Category Archives: National Geographic Society

Comet Hale-Bopp: The Most Widely Observed Comet of the 20th Century


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Myself By T.V. Antony Raj
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Image of comet Hale-BoppC/1995 O1 (Hale-Bopp), taken on 1997 April 04. The field shown is about 6.5° x 6.5°. At full resolution, the stars in the image appear slightly elongated, as the camera tracked the comet during the exposure. (Photo: E. Kolmhofer, H. Raab; Johannes-Kepler-Observatory, Linz, Austria)
Image of comet Hale-Bopp (C/1995 O1), taken on 1997 April 04. The field shown is about 6.5° x 6.5°. At full resolution, the stars in the image appear slightly elongated, as the camera tracked the comet during the exposure. (Photo: E. Kolmhofer, H. Raab; Johannes-Kepler-Observatory, Linz, Austria)

On July 23, 1995, two independent observers Alan Hale and Thomas Bopp in the United States discovered the comet Hale-Bopp. This comet formally designated C/1995 O1 was perhaps the most widely observed comet of the 20th century, the third largest comet in the last 500 years, and one of the brightest seen for many decades. It was visible to the naked eye for a record 18 months. The previous record holder, the Great Comet of 1811, officially designated C/1811 F1, was visible to the naked eye for around 260 days.

Dr. Alan Hale
Dr. Alan Hale

Astronomer Alan Hale was born in 1958 in Tachikawa, Japan, when his father was serving in the United States Air Force. Four months later his father got transferred to Holloman Air Force Base outside Alamogordo, New Mexico. Hale served in the United States Navy from 1976 to 1983. In 1980, he graduated from the U.S. Naval Academy. Next, he joined the Jet Propulsion Laboratory (JPL) and worked as an engineering contractor for the Deep Space Network until 1986. As a contractor, he worked in several projects involving spacecraft, including Voyager 2. After Voyager’s encounter with Uranus, he left JPL. He attended New Mexico State University in Las Cruces. In 1992, he earned his Ph.D. in astronomy.

Hale had spent hundreds of hours searching for comets without success. On July 23, 1995, while tracking known comets from his driveway in New Mexico he chanced on the comet co-named after him just after midnight. The comet with an apparent magnitude of 10.5 was near the globular cluster M70 in the constellation of Sagittarius. He checked and confirmed that there was no other deep-sky object near M70. Next, he consulted a directory of known comets and established that none of them was in that area of the sky he had observed. He then found the object moving relative to the background stars.

As a trained astronomer who had seen about 200 comets, Hale to register his finding sent an email to the Central Bureau for Astronomical Telegrams (CBAT) in Cambridge, Massachusetts, the clearing house for astronomical discoveries operating under the auspices of Commission 6 of the International Astronomical Union (IAU). A few hours later his effort was rewarded. His new comet was officially designated C/1995 O1. His name would also be attached.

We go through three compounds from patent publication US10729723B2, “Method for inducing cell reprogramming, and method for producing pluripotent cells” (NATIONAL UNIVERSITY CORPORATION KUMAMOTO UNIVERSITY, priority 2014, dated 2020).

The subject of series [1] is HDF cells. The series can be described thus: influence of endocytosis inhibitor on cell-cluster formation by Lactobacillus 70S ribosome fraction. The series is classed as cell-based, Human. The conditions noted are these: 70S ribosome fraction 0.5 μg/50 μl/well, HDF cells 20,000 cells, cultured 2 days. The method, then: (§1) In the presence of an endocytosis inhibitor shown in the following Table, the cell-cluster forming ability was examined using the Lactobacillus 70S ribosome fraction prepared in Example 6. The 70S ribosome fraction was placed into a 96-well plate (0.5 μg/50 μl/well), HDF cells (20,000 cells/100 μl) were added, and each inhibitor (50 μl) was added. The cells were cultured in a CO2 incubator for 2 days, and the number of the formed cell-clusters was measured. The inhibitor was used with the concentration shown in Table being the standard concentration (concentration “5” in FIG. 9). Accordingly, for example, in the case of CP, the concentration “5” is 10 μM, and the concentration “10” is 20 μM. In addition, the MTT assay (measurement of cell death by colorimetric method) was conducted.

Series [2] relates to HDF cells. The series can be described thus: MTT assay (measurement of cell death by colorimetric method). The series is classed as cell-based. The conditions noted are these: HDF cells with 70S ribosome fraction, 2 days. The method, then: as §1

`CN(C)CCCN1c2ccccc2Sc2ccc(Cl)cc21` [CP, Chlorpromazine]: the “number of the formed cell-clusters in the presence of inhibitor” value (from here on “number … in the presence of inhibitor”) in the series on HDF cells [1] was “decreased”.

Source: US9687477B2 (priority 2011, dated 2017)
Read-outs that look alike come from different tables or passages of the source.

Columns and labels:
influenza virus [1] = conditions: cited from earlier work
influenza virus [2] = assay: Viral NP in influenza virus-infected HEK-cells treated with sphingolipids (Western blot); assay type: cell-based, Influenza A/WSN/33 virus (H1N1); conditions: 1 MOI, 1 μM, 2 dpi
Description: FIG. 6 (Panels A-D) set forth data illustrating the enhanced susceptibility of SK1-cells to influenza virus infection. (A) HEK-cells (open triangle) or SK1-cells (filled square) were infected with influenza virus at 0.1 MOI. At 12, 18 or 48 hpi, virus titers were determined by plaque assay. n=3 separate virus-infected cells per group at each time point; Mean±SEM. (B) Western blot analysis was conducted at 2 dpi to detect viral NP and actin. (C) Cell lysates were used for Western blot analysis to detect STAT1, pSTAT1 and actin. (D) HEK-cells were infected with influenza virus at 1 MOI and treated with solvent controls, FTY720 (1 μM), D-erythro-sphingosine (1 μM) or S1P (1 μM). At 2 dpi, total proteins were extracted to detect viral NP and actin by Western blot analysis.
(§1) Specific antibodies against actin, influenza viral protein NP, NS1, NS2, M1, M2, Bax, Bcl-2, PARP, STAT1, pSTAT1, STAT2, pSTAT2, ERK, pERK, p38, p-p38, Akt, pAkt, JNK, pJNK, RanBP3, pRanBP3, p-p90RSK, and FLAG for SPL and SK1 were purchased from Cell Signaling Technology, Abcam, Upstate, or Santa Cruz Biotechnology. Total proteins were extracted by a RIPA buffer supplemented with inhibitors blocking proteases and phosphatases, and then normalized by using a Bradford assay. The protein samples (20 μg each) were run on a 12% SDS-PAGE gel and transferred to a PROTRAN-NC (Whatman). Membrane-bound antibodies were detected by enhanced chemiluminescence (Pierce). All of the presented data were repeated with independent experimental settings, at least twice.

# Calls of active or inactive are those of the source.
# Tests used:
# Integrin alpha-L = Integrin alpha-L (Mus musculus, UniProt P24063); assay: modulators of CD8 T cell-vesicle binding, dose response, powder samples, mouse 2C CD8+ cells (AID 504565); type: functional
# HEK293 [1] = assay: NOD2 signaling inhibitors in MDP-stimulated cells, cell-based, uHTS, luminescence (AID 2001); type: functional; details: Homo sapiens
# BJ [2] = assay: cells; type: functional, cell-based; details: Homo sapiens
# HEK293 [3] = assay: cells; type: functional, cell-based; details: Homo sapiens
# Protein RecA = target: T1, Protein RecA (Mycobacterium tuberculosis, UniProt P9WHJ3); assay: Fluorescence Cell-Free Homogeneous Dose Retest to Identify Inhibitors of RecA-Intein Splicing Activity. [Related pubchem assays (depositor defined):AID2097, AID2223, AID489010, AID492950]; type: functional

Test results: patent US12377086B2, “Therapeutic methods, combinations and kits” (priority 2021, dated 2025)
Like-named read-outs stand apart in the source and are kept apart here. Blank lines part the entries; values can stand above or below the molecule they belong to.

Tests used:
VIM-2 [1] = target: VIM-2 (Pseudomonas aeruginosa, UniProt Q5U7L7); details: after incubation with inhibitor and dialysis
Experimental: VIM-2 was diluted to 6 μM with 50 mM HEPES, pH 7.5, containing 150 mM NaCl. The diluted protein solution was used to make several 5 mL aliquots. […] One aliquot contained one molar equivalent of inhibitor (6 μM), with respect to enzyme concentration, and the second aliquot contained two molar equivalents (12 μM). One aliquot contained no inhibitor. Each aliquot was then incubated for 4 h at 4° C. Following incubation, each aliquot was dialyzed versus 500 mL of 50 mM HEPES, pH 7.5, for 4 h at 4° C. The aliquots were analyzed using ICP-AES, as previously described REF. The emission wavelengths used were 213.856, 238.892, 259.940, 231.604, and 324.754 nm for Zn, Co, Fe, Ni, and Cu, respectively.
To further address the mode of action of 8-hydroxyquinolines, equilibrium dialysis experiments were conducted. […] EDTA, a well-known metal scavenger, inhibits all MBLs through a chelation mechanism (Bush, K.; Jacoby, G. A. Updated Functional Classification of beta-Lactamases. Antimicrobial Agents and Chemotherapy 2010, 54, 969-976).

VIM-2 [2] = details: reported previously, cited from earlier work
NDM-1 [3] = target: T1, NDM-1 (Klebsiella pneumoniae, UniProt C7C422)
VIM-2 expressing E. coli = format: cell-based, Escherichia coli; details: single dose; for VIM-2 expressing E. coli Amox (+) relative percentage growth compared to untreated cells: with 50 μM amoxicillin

But Alan Hale was not the only observer that night.

That very night, about 400 miles (644 kilometers) away, Thomas Bopp was observing star clusters and galaxies through telescopes with friends in the desert outside Phoenix, Arizona.

Thomas Bopp in 1997 (Photo: Ron Baalke)
Thomas Bopp in 1997 (Photo: Ron Baalke)

Amateur astronomer Thomas J. Bopp was born in 1949 in Denver, Colorado. Later he relocated with his family to Youngstown, Ohio, where he graduated from Chaney High School in 1967. He attended Youngstown State University in Youngstown, Ohio, and has lived in Tucson, Arizona since 1980. He is a Life member of the Mahoning Valley Astronomical Society (MVAS).

Bopp was a manager at a construction materials factory. He did not own a telescope. He too noticed some fuzzy object near M70 in the constellation of Sagittarius and pointed it out to his friend Jim Steven who owned the 70 inches telescope of Dubsoniano design he was using.

Bopp had never come across a comet. Jim looked at Bopp and said, “Tom, I think you have a comet.”

He knew he had to contact the Central Bureau for Astronomical Telegrams in Cambridge, but he did not have the address with him. So, he drove back home to get it.

In the wee hours he managed to send a Western Union telegram to the Central Bureau for Astronomical Telegrams in Cambridge where its arrival was greeted with bemusement. Brian Marsden, the leading voice on a committee that has the last say laughed. “Nobody sends telegrams anymore,” he commented. “I mean, by the time that telegram got here, Alan Hale had already e-mailed us three times with updated coördinates.”

However, the following morning, the comet was confirmed as a new entity and designated as C/1995 O1. The discovery was announced in International Astronomical Union circular 6187.

Sometimes weird things happened with when major comets appeared. According to a  report, 39 members of a California cult claimed they were departing on a spaceship that was trailing comet Hale-Bopp and ate their last meal before ritually committing mass suicide. For Thomas Bopp, the comet portended a loss. As comet Hale-Bopp reached its most spectacular point in the sky, his brother and sister-in-law who had been out photographing the comet were killed in a late night car crash. “This has been the best week of my life. And, the worst,” he lamented.